- Connect the flask to the condenser. Mix the contents before heating. Improper mixing will result in bumping and blow out of flask content.
- Reflux for a minimum of 2 hours. Cool and then wash down condenser with distilled water.
- Disconnect reflux condenser and dilute the mixture to about twice its volume of distilled water. Cool to room temperature and titrate excess K2Cr2O7 with0.1M FAS using 2-3 drops of ferroin indicator. The sharp color change from blue green to reddish brown indicates end-point or completion of the titration. After a small time gap, the blue-green color may reappear. Use the same quantity of ferroin indicator for all titrations.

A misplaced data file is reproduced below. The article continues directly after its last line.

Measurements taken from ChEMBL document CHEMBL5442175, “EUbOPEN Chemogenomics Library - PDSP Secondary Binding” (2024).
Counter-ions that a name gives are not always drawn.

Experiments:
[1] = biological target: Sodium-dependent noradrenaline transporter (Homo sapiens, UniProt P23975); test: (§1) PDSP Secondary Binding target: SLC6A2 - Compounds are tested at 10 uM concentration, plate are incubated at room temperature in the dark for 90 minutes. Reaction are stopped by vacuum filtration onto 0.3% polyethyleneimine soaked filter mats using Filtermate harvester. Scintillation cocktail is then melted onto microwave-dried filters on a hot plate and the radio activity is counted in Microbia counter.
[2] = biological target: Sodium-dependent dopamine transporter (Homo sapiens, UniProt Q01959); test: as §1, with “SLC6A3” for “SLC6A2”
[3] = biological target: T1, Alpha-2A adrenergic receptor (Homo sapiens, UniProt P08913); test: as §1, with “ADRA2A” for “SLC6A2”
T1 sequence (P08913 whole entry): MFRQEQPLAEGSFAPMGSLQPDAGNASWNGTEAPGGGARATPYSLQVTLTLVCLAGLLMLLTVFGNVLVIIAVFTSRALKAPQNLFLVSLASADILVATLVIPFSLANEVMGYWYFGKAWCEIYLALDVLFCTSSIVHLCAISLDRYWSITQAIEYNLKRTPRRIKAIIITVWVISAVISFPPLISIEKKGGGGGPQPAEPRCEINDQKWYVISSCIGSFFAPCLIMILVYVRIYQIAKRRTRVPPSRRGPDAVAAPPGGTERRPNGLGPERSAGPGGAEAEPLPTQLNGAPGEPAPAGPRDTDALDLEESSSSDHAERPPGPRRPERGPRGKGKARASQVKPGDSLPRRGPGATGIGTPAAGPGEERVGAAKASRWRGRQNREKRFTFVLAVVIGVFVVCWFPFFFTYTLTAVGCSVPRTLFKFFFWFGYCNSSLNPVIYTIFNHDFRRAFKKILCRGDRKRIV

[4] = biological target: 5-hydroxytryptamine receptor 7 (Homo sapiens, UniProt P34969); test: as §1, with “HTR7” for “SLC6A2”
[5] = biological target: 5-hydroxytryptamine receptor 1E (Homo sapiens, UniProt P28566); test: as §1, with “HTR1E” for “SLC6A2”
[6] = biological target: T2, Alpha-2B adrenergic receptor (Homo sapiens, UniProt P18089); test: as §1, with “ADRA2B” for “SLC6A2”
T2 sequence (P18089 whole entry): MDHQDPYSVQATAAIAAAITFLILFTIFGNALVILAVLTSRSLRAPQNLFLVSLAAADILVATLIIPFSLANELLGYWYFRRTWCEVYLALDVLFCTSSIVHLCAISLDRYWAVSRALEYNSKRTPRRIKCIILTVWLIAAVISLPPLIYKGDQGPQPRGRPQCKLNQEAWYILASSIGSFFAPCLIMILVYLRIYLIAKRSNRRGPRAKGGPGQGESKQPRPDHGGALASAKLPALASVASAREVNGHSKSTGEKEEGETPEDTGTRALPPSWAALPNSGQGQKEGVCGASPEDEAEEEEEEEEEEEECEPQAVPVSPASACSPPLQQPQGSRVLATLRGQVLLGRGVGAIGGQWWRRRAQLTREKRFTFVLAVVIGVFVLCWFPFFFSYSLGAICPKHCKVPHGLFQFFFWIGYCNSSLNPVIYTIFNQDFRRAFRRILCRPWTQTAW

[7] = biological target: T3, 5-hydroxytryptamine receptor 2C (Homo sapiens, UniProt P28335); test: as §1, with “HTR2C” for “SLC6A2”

- Reflux blank, in the same manner, using distilled water instead of a sample. An alternate procedure for low Chemical Oxygen Demand samples less than 50mg/L: Follow similar procedure with two exceptions (i) use standard 0.025N (0.004167M) K2Cr2O7 and (ii) Titrate with standardizing 0.025M FAS. The sample volume should be 5.mL. Exercise extreme care with this procedure because even a trace of organic matter on the glassware or from the atmosphere may cause gross errors. Compute amount of HgSO4 to be added based on chloride concentrations. Carry blank reagent through the same procedure.
Chemical Oxygen Demand as mg/L = (a –b) x N x 8000 / mL sample
a = mL FAS used for blank
b = mL FAS used for sample
N = normality of FAS
8000 = Milieq. wt. of O2 x 1000